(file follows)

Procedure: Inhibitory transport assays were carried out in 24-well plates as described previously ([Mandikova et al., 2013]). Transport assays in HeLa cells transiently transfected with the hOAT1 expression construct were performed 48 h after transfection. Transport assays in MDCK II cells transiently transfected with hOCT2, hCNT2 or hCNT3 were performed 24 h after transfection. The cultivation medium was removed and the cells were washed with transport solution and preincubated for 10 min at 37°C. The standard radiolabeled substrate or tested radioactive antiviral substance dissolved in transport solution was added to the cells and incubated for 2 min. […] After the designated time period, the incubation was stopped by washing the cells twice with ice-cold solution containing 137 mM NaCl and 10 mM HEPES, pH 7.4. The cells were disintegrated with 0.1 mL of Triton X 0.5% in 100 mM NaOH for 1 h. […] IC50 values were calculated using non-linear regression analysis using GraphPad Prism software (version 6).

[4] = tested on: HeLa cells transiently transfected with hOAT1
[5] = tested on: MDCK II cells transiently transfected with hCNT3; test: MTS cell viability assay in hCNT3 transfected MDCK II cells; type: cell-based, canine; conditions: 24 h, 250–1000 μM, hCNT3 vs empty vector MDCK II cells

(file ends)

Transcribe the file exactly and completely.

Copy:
Procedure: Inhibitory transport assays were carried out in 24-well plates as described previously ([Mandikova et al., 2013]). Transport assays in HeLa cells transiently transfected with the hOAT1 expression construct were performed 48 h after transfection. Transport assays in MDCK II cells transiently transfected with hOCT2, hCNT2 or hCNT3 were performed 24 h after transfection. The cultivation medium was removed and the cells were washed with transport solution and preincubated for 10 min at 37°C. The standard radiolabeled substrate or tested radioactive antiviral substance dissolved in transport solution was added to the cells and incubated for 2 min. […] After the designated time period, the incubation was stopped by washing the cells twice with ice-cold solution containing 137 mM NaCl and 10 mM HEPES, pH 7.4. The cells were disintegrated with 0.1 mL of Triton X 0.5% in 100 mM NaOH for 1 h. […] IC50 values were calculated using non-linear regression analysis using GraphPad Prism software (version 6).

[4] = tested on: HeLa cells transiently transfected with hOAT1
[5] = tested on: MDCK II cells transiently transfected with hCNT3; test: MTS cell viability assay in hCNT3 transfected MDCK II cells; type: cell-based, canine; conditions: 24 h, 250–1000 μM, hCNT3 vs empty vector MDCK II cells